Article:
THEATRE | BAKKHAI STARRING BEN WHISHAW

Yes that is Ben Whishaw standing next to me, not Jesus. Though I wouldn't blame you for thinking otherwise as I had to do a double take when I first saw him.
"The hair looks nice." I commented, in a poor attempt to tease him. To which he replied, "It's a wig..."
Apparently I don't portray sarcasm very effectively because of course I knew it was a wig. What miracle would enable a person's hair to triple in length in a short couple of months? I'd be all over that invention. Anyway the wig belongs to Dionysus, Greek god of wine and ecstasy. Ben's return to theatre after Mojo sees him take on the lead role in Bakkhai, a new version of Europides' ancient Greek tragedy The Bacchae. Currently playing at the Almeida Theatre in London as part of their Greeks season, I managed to beat the mad rush for tickets (website crashed practically a minute after they went on sale) and secure seats for one of the first preview nights.

Previously unfamiliar with the Greek mythology, it was to my advantage that the play opens with a prologue, a brief introduction of sorts by Dionysus himself, explaining that he is the son of Zeus and that this is his human form. Right from the get go, there is something ethereal and other-wordly about Ben's Dionysus. Even clad in jeans and converse, human is one of the last things to come to mind. Every syllable he enunciates, every movement is done with a subtle, seductive swagger. I find that I am drawn to every breath, could the same be said for the rest of the captivated audience? 


The female chorus is initially impressive as the Bacchae, Dionysus' followers. Swathed in perfectly torn and disarrayed rags and crowns of foliage, they alternate between singing acapella and speaking in unison. They worship Dionysus and his wild, instinctive and sensual ways, together with him they oppose Pentheus, king of Thebes (played by Bertie Carvel), who is strict, rational, and orderly, basically the straight up opposite of Dionysus. First appearing in a suit, Pentheus asserts a masculine, authoritative figure that contrasts nicely against Dionysus who is now in a dress similar to that of the Bacchae. He tries to imprison Dionysus, stubbornly repeating that he does not believe in gods or magic. The stand off between them is probably the highlight of the play for me, the androgynous Dionysus is mesmerising and manipulative without being overly assertive and he ends up successfully luring the curious Pentheus into a trap.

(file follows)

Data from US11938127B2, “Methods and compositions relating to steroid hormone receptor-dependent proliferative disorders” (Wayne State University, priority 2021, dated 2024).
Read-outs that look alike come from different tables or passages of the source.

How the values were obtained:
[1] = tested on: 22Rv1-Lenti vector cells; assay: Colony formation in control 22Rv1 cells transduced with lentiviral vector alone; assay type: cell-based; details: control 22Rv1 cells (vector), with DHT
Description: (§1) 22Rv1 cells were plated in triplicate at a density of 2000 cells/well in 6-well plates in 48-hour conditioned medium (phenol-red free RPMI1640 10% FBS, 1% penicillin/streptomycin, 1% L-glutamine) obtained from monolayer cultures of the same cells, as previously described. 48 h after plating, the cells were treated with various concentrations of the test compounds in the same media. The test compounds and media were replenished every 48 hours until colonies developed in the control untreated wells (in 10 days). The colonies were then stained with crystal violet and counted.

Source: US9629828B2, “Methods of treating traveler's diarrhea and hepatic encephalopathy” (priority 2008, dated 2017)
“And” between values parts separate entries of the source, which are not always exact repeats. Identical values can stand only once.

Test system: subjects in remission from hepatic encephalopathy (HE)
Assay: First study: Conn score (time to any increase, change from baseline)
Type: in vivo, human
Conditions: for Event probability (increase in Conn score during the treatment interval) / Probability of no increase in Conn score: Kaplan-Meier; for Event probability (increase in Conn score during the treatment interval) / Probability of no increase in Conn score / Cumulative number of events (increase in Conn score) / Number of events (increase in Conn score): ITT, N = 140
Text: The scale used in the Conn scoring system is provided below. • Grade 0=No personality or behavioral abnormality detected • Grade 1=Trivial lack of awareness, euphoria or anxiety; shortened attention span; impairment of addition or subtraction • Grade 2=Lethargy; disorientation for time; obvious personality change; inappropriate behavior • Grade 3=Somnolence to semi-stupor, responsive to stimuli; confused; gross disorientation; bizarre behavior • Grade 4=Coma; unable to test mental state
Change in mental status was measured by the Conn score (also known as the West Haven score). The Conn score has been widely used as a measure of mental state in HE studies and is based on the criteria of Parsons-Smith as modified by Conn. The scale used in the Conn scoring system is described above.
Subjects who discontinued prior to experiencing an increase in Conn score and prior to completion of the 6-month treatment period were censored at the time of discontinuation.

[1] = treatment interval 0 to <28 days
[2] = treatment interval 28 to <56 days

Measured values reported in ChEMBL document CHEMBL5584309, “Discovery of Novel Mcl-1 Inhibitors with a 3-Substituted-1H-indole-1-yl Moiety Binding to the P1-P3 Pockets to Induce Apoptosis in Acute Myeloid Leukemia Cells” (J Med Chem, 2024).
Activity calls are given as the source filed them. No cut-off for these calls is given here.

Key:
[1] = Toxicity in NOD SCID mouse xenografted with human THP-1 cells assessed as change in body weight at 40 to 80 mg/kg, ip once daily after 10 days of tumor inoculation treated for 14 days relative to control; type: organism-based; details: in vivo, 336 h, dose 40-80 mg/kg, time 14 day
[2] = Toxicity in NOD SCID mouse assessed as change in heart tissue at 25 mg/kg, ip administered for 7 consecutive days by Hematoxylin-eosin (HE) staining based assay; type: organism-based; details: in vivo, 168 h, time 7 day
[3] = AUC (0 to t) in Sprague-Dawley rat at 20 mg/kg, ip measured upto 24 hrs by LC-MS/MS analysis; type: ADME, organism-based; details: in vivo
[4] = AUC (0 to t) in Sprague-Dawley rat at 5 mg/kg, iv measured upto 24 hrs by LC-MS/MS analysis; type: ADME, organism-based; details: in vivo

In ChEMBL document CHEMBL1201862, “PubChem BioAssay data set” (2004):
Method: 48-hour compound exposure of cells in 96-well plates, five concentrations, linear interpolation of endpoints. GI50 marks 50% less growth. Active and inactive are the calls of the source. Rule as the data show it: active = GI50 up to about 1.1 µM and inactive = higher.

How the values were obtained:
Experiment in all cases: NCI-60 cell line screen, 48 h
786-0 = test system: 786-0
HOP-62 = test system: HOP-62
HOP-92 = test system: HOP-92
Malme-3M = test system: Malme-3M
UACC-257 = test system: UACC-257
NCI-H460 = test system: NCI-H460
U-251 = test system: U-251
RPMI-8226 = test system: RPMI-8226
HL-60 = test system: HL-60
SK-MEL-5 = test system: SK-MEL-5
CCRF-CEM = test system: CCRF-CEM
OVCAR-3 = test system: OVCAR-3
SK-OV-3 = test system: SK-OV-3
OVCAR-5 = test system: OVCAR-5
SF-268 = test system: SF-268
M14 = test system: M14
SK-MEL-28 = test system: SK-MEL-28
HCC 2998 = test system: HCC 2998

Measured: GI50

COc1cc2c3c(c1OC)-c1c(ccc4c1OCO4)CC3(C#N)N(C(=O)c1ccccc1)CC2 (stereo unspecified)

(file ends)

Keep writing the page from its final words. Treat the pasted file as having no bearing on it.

Although their voices are undoubtedly beautiful, I found myself progressively growing wearier during each choral interlude which in my opinion was way too long and consequently destroyed the flow and atmosphere of the play. Between them, the scenes are charged and full of magnificent power. Brief flashes of comedy cut sharply through moments so intense, you realise you'd been holding your breath the entire time. Bertie Carvel does not once fall under Whishaw's shadow, his performance matches his co-star's every step of the way and the final scenes are especially a delight to behold. The third actor, Kevin Harvey, is also impressive, embodying a Morgan Freeman-esque voice of wisdom that pulls us out of the fantasy trance Dionysus has us in but in turn warns us not to become like Pentheus. As the gods in this story seem to represent different aspects of human nature, it ultimately makes us question our condition. Ben Whishaw is indescribably amazing in this role, very different to anything I've seen him do yet he nails Dionysus right on his long-haired head. There's no point in denying I initially wanted to see Bakkhai because he was in it, he's one of my favourite actors but his work, this play, successfully continues to propel him forward as one of the greatest actors of our generation.


Official production images by Marc Brenner, all others are my own.